Navajo Nation High Schoolers Remotely Learning Receive Homework and Meals From New Mexico School Bus
Much of the Native American community of the Navajo Nation, which makes up half the student body, has no electricity, running water or internet, so accessing lessons remotely is a challenge.
A New Mexico high school is using its fleet of buses to bring work, supplies, and other essentials to students, many of whom are part of the Navajo Nation, who are at home due to the coronavirus pandemic. Much of the Native American community of the Navajo Nation, which makes up half the student body, has no electricity, running water or internet, so accessing lessons remotely is a challenge.
"Pretty much anything we can send a student, they get on the bus. School supplies, school work, food, clothes - anything that the school can provide for them, we send it on the bus," Veronica Madrid, an administrative assistant at the Cuba Independent School District, told CBS News.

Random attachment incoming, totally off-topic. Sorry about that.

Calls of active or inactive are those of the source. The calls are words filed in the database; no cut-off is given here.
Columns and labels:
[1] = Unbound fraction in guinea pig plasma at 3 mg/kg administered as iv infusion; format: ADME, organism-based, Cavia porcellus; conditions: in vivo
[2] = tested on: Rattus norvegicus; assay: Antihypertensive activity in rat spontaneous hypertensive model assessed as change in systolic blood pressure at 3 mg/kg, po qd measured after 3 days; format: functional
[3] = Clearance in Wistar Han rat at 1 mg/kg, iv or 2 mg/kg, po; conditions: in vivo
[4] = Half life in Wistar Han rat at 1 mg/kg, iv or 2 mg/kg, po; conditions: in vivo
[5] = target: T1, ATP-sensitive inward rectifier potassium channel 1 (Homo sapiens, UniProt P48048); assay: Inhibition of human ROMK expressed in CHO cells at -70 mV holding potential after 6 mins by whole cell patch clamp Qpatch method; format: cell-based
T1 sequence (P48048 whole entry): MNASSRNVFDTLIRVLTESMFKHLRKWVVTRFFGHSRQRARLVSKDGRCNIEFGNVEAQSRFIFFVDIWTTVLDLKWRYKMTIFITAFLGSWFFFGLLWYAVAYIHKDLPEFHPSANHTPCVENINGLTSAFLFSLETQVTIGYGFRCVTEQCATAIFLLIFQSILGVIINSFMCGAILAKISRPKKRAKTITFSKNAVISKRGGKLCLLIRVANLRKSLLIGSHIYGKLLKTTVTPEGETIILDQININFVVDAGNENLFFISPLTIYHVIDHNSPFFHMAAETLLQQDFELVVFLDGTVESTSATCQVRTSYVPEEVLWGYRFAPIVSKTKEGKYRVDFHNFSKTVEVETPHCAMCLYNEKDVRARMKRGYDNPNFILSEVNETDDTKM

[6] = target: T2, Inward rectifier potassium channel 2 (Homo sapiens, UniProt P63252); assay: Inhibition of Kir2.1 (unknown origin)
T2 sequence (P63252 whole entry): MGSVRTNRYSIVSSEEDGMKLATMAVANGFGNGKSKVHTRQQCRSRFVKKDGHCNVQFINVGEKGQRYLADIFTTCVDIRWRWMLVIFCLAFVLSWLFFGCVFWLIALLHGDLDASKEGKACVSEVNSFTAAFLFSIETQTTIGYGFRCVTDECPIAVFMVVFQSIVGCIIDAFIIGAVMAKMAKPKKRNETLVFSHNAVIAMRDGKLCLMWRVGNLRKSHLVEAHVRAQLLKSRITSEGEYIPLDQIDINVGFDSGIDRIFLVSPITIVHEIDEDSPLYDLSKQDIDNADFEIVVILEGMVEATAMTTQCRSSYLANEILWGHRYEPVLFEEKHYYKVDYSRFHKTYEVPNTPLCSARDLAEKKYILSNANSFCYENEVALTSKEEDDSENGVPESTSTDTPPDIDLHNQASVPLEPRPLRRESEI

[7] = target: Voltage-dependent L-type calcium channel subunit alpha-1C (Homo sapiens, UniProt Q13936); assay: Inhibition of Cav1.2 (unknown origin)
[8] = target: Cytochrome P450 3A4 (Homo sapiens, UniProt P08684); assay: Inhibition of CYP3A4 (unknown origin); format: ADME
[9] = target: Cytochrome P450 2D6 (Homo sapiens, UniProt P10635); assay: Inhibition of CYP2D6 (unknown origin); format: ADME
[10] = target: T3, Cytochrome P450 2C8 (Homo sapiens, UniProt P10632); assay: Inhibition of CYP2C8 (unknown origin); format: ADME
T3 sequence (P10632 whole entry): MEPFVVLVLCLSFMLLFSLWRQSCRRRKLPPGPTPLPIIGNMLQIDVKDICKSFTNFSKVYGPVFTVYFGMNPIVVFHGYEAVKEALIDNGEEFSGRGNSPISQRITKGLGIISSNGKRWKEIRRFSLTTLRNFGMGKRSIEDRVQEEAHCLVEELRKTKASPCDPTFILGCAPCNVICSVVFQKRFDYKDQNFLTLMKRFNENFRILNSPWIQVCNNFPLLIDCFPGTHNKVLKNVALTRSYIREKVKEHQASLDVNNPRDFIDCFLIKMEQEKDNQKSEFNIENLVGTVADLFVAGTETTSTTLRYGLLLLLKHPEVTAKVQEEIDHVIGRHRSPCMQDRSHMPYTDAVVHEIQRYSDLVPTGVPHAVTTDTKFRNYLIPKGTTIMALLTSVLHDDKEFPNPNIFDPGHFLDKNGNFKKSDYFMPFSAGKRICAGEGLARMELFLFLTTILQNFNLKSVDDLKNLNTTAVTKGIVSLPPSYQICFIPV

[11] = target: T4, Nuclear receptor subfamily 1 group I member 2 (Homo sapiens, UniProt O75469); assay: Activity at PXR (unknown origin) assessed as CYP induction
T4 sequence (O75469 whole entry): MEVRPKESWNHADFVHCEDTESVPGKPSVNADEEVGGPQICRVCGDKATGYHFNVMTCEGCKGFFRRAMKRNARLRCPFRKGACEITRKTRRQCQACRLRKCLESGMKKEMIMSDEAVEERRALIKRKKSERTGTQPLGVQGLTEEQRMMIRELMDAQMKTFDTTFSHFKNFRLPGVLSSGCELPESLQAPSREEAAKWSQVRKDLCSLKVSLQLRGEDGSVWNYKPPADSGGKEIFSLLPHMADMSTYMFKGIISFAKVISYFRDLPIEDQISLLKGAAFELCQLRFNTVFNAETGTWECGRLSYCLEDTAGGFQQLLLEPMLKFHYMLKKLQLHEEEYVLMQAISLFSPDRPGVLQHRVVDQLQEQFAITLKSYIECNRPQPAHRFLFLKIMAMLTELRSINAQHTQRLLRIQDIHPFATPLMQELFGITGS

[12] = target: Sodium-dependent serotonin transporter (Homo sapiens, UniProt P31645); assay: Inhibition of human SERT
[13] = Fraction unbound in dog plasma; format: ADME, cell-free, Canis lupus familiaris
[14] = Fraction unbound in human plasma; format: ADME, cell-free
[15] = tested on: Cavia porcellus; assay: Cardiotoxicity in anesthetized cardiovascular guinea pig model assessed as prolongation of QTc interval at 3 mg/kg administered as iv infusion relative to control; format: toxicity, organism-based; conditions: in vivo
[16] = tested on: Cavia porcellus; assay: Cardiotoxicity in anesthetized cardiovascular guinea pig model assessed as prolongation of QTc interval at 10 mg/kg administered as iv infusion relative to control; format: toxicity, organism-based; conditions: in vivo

School lunches, which include prepared foods and milk, are also loaded onto the bus and brought to the children.
The school has sent out 100 USB devices they call "slap bracelets," preloaded with homework, lectures and reading materials, 90 of which went to the Native American students who make up half the student body. Once the students are done, they return the USB device to the school bus driver, who brings it back to the teacher to check on the work.
Since schools shut down in March, the students have no way to hang out with friends and for many, their only lifeline to the outside world are these modern magic school buses.
"Hopefully, hopefully by next semester, we'll be going back into school," one 18-year-old said. "I don't like online, I like to be, you know, in school, learning."
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